Study finds link between cleaner SoCal air, better lung function in kids
Broad benefits from better air
Lung development measured by the study improved across the board, regardless of education, ethnicity, tobacco exposure, pet ownership and other factors.
Across all five communities, lung development for children with asthma improved roughly twice as much as for other children. But even children without asthma showed significant improvements in their lung capacity, suggesting that all kids benefit from improved air quality.
"We expect that our results are relevant for areas outside southern California, since the pollutants we found most strongly linked to improved health -- nitrogen dioxide and particulate matter -- are elevated in any urban environment," Gauderman said.
The incidence of asthma did not change significantly over the three cohorts. Previous research by the Children’s Health Study showed that the risk of asthma increases with proximity to busy roadways.
Lung function testing took place in school at least three times for each cohort, when the children were approximately 11, 13, and 15 years old. Students were asked to blow into a spirometer, an instrument that measures lung size and strength. The spirometer reads total lung volume as well as the amount of air that a person is able to blow out in one second.
Air quality monitoring stations in the five communities took continuous readings of key pollutants over the study period, which the researchers averaged to examine the exposures for each cohort.
Southern California cleans up
Local, state and federal regulations have achieved large reductions in pollutants in the Los Angeles basin.
In 2011, the concentration of NO2 was below the federal standard throughout the basin. PM2.5 was below the federal standard over most of the basin, and near the standard in a small area straddling Riverside and San Bernardino counties. However, the federal standard was lowered in 2012, leaving the five communities in the study at or slightly above the new standard.
Ozone was below the federal eight-hour standard for most of Los Angeles and the coastal basin and exceeded the standard fewer than 20 days a year in the valleys, although parts of San Bernardino and Riverside counties continued to exceed the federal standard 40 to 80 or more days per year.
Visibility also has improved. Southern California locations surpassed their 2018 state goals by 2012.
“It’s an environmental success story. The air has gotten much cleaner than it was in the past. I grew up here in the ‘70s. Even from Pasadena you couldn’t see the San Gabriel Mountains on a typical summer day,” Gauderman said.
Gains not guaranteed
Gauderman cautioned: “We can’t get complacent, because not surprisingly the number of vehicles on our roads is continually increasing. Also, the activities at the ports of L.A. and Long Beach, which are our biggest polluting sources, are projected to increase. That means more trucks on the road, more trains carrying cargo.”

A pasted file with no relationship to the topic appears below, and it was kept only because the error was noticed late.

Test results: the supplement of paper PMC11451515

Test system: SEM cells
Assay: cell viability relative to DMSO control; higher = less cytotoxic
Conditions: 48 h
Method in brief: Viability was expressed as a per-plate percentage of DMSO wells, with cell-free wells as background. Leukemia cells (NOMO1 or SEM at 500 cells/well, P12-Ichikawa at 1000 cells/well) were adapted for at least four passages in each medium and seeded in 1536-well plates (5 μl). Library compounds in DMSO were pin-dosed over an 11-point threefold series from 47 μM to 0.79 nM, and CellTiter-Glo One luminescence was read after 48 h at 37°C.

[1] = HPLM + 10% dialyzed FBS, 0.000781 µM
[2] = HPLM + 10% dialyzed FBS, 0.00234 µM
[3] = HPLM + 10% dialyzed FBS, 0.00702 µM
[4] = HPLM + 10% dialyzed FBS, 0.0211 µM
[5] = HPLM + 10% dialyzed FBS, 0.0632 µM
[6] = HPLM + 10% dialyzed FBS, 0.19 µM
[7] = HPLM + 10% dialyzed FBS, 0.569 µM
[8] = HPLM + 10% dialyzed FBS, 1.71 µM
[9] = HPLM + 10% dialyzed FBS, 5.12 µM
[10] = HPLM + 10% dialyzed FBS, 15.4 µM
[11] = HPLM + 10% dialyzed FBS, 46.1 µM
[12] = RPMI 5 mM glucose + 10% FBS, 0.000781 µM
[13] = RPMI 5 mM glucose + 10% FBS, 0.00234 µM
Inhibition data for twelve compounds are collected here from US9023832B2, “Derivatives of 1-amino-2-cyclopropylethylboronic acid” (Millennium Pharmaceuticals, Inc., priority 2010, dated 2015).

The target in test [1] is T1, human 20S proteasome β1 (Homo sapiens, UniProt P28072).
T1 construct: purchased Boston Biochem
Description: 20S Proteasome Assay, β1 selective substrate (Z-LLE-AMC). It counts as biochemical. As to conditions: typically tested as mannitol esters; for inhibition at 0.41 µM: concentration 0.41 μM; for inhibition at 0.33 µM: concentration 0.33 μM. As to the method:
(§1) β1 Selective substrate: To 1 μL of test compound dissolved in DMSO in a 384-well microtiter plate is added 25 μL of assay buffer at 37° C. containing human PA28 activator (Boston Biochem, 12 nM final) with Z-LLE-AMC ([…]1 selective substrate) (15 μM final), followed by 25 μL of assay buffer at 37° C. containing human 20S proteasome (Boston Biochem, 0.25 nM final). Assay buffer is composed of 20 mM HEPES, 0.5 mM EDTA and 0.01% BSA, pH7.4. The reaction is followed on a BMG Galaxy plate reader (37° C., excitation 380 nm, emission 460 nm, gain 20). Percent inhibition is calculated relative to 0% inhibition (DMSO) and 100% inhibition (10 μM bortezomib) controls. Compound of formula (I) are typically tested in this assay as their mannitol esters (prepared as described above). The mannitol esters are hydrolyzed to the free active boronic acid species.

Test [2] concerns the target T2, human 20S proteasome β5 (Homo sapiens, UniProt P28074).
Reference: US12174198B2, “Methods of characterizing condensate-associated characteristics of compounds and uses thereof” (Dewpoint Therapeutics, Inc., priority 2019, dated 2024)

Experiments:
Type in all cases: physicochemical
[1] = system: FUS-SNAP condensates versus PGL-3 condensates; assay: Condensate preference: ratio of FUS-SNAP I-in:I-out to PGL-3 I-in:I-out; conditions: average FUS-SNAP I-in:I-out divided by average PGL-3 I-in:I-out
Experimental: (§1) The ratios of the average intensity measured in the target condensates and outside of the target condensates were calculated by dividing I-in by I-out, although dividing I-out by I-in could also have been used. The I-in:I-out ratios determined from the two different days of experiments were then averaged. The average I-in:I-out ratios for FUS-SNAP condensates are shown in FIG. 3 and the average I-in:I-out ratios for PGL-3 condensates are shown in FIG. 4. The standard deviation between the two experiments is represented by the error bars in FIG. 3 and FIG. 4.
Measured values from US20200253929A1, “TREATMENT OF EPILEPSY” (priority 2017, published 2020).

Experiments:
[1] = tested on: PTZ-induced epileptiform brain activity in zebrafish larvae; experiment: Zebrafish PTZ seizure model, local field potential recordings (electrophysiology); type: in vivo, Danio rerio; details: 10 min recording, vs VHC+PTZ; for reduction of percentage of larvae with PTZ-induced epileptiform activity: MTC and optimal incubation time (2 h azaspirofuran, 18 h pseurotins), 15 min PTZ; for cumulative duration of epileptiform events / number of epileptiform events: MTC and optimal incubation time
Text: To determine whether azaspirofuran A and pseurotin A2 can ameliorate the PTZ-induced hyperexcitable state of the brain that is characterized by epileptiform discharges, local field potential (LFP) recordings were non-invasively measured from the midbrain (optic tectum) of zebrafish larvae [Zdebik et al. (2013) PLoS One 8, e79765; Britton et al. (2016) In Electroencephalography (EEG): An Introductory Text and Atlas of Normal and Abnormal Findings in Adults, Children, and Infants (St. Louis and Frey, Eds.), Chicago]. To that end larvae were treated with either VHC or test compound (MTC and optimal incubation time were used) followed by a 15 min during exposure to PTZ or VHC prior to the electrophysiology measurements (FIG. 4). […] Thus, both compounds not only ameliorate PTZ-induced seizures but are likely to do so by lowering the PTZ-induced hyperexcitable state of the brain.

“These gains really aren’t fixed,” added senior author Frank Gilliland, Hastings Professor of preventive medicine at the Keck School. “We have to maintain the same sort of level of effort to keep the levels of air pollution down. Just because we’ve succeeded now doesn’t mean that without continued effort we’re going to succeed in the future.”
Gilliland noted that the state’s historic drought is expected to raise particulate pollution.
The study’s third cohort of 2007-11 also came of age at a fortunate time for respiratory if not financial health. The economy shrank and emissions fell during the Great Recession.
But the study also shows that air pollution and growth can coexist over the long term. The economy and population in the basin have grown since the cohort of 1994-98.
“Our results suggest that better air quality in future will lead to even better lung health,” Gauderman said.
Gauderman’s and Gilliland’s co-authors were Robert Urman, Edward Avol, Kiros Berhane, Rob McConnell, Edward Rappaport and Roger Chang, all from the Department of Preventive Medicine at the Keck School, and Fred Lurmann of Sonoma Technology, Inc.
The authors dedicated their paper to the late John Peters of the Keck School’s Department of Preventive Medicine, who conceived the Children’s Health Study and directed it over most of its 20 years.
The study was funded by the Health Effects Institute, a partnership of the auto industry and the federal government; the California Air Resources Board; the Hastings Foundation; and the National Institute of Environmental Health Sciences (grants ES011627, ES07048, and ES022719).
New England Journal of Medicine
Final 2012 Air Quality Management Plan, South Coast Air Quality Management District
California Regional Haze Plan, 2014 Progress Report (Appendix C), Air Resources Board of the California Environmental Protection Agency